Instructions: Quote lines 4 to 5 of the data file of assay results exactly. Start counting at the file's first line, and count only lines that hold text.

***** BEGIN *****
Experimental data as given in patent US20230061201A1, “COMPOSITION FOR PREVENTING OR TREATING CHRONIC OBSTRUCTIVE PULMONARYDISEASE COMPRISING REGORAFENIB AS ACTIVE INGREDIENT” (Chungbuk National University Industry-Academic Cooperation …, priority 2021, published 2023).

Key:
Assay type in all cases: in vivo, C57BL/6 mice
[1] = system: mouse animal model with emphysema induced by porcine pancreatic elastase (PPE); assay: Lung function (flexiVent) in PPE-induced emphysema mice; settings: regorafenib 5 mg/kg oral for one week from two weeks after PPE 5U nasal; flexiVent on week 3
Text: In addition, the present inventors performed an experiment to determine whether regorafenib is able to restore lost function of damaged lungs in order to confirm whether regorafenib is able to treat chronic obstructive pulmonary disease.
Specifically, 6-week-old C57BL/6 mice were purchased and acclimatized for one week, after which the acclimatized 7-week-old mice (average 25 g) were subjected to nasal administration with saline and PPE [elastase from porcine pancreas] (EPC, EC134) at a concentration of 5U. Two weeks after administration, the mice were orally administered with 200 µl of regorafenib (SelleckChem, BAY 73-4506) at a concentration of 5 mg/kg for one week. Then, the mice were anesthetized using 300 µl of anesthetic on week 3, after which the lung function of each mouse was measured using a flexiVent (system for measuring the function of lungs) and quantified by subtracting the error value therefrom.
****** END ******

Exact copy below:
[1] = system: mouse animal model with emphysema induced by porcine pancreatic elastase (PPE); assay: Lung function (flexiVent) in PPE-induced emphysema mice; settings: regorafenib 5 mg/kg oral for one week from two weeks after PPE 5U nasal; flexiVent on week 3
Text: In addition, the present inventors performed an experiment to determine whether regorafenib is able to restore lost function of damaged lungs in order to confirm whether regorafenib is able to treat chronic obstructive pulmonary disease.